Should I get a new PC or a 360?
August 17, 2007 5:25 PM   Subscribe

Bioshock is looking awsome, along with several other games, but I will need an xbox360 or a PC upgrade. Which would the hivemind recommend?

Right now I have a PC with an AMD Athlon 64 3500+ processor (2.19 GHz), 1 GB ram and a ATI Radeon x700 256 MB PCIe video card.

I don't have a HDTV, so I would have to play a 360 on my monitor anyway, so I am looking for a value comparison on getting the 360 over the cost of putting together a new PC.
posted by slavlin to Computers & Internet (26 answers total)
 
It is a real tossup, I have a feeling a small HDTV and 360 will roughly cost the same as a new PC (one with a video card and specs that won't be obsolete in a year). It depends really on which you would rather sacrifice. I personally, always go with the PC upgrade since I usually get long life out of a nice upgrade (spending ~$1k on a box usually lasts 2-3 years for gaming and 2 years of normal application beyond that).

If you do not plan on upgrading to an HDTV anytime in the future, do not purchase a 360.
posted by geoff. at 5:45 PM on August 17, 2007


If all you want to do is play bioshock I'd go for the PC. Your processor and ram are fine for a game, but you probably need a new video card. Even with the X700 you should get better-than-normal-TV res.

However, getting an XBOX 360 is good for other reasons. I'm definitely glad I got mine, mostly for the Live Arcade games
posted by JZig at 5:49 PM on August 17, 2007


I'm from the other school. I used to drop $1K+ every year to upgrade the PC to be able to play new games in all there glory. Switched to xbox and then 360 and haven't looked back. I like the more social aspect of console gaming compared to PC also. I now take the $1k and use that towards audio/video upgrades that the whole family can enjoy. Still chugging along with my old P4 3.0GHz for a PC and it does everything I need it to do.
posted by white_devil at 5:51 PM on August 17, 2007 [2 favorites]


After actually reading the specs, you definitely need a new video card, as the x700 falls below the minimum.
posted by JZig at 5:52 PM on August 17, 2007


The question is whether you use the PC for anything other than gaming. If not, there's less and less reason to go with anything other than the 360. I have a system very similar to yours (Athy 3800+, ATI Radeon X800 PCI) and I'm getting rid of it for a Mac to do my real work on it, but for gaming I'll be using a 360. I can't see a reason not to for the price, especially now that it's dropping. The only other issue is whether you like MMORPGs. If so, you really still need a PC for those. The console experience doesn't work there and probably won't for a long time.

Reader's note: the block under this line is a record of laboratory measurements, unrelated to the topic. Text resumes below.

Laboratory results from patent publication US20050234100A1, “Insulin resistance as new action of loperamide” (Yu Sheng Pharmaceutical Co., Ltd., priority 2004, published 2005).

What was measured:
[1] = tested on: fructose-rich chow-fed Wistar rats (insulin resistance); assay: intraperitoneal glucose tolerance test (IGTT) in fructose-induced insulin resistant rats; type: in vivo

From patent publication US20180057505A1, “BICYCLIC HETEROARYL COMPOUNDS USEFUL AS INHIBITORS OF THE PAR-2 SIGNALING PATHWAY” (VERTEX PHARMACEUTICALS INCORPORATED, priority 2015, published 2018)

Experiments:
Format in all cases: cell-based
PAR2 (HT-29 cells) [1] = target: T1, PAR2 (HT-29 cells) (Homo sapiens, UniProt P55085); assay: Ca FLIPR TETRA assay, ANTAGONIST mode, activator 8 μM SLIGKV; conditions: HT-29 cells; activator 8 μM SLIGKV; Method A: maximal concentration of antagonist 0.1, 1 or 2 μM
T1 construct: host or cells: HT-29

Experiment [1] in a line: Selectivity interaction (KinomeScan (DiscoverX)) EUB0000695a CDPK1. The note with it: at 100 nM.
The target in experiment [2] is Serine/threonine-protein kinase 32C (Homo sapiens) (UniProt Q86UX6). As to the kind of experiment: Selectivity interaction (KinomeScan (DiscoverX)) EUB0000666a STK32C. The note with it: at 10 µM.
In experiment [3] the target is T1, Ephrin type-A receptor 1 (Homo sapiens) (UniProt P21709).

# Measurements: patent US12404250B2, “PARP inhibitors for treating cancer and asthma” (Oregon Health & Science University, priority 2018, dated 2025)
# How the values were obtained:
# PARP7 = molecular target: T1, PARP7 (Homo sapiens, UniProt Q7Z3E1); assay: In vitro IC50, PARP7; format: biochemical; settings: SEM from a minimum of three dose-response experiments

posted by The Bellman at 5:53 PM on August 17, 2007


Why a whole new PC instead of just upgrading your video card? If the video card isn't enough, I'd go with the 360.
posted by BrotherCaine at 7:01 PM on August 17, 2007


I've seen this question asked other places before, and the best answer I've seen is,... if you have to ask, go for the XBox.

Reasoning is, if you're the type of person who likes to tinker and upgrade your computer, install new cards and drivers and make sure everything's working properly, you'd go for the PC.

If you're like me, you go for the XBox. Just turn it on and play. No messing with anything. Mindless fun.

Couple of issues if you go for the XBox... they will in the near future be selling systems that don't get as hot and will (supposedly) be more reliable. Do some research on this... I belive they'll be called the n65 chip, but I may be wrong. Might be worth waiting for this.

Lots of people have had problems with XBox, where you have to send it in for repair/replacement. Google 'red ring of death'.

Also, you probably know this, but most people think first person shooters like Bioshock are better played with mouse and keyboard.

I've played the demo version of Bioshock by the way, and it is amazing. And I don't even like first person shooters.